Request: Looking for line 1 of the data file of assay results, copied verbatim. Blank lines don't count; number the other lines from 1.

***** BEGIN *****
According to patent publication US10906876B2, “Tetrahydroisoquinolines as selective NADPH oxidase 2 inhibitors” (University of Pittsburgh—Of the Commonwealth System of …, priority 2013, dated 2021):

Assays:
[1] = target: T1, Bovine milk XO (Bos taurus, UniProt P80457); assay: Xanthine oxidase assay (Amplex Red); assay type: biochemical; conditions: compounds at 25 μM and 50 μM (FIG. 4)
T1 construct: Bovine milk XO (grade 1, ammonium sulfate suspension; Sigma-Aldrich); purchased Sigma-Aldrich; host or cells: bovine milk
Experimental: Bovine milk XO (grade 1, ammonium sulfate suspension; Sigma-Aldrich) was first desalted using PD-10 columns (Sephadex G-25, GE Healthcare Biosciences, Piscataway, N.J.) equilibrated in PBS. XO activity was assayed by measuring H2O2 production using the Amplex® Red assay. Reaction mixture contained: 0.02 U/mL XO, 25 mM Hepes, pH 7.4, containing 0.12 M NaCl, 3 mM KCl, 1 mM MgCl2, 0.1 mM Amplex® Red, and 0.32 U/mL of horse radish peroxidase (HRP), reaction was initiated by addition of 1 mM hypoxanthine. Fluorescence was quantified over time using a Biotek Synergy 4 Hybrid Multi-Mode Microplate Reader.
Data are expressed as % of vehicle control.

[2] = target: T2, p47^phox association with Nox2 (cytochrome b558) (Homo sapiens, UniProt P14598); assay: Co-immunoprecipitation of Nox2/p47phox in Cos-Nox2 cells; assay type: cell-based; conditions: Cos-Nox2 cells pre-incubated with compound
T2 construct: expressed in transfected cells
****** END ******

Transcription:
According to patent publication US10906876B2, “Tetrahydroisoquinolines as selective NADPH oxidase 2 inhibitors” (University of Pittsburgh—Of the Commonwealth System of …, priority 2013, dated 2021):